I loved Jett. He is such a kind, giving guy, and he only wants to help Mardie. He’s a ski god, enjoys having a good time, and has women throwing themselves at him. But once he starts tinkering around Mardie’s house, he only has eyes for her. She fights the attraction she feels for him, but their chemistry shines on every page. Mardie’s reservations are completely believable, too. Once the week is over, he’s just going to go off on his merry way, traveling the world and winning more titles. Mardie doesn’t think she has anything to offer him, despite his protestations to the contrary. She’s still fighting the demons from her past, and she doesn’t think she can ever trust again.
What a Bachelor Needs is a fast, fun read with snappy dialog and a kind, compassionate hero who is very heroic, and, hey, he does home improvements! If that doesn’t make Jett Mr. Perfect, I don’t know what would. If you have a couple hours to fill this weekend, I highly recommend getting cozy with this book.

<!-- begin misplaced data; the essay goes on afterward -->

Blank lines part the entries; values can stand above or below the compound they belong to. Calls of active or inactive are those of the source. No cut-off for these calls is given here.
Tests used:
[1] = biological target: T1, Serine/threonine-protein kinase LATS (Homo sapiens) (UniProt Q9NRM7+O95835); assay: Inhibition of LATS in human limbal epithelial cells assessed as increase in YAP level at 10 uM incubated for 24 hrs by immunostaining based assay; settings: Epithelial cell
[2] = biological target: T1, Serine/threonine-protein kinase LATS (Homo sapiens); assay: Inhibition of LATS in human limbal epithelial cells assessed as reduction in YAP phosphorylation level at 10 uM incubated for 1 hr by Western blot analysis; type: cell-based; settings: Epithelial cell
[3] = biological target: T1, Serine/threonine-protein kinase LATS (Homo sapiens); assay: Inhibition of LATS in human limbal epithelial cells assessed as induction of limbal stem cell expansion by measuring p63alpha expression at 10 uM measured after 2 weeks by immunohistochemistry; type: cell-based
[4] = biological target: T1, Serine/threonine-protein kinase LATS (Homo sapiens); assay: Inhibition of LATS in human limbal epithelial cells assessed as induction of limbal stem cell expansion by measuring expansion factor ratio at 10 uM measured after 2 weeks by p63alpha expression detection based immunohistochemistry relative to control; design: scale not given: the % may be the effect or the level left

Review copy provided by publisher
Your date with ski champ Jett Casey is an either/or deal. He’ll take you off-piste for the ultimate Montana ski adventure or he’ll put his handyman skills at your disposal for a week. Which one would you choose?
Single mom Mardie Griffin has a run-down old house in need of fixing and a memory of Jett Casey as her savior in a time of great need. So when her friends acquire Jett’s services at a bachelor auction and send him to fix up her house, she sets aside her mistrust of men and lets him in.
Elite athlete Jett Casey has the world at his feet and no desire for stability. But there’s one woman he’s never forgotten and if he can help make her safe this time, maybe she’ll stop haunting him.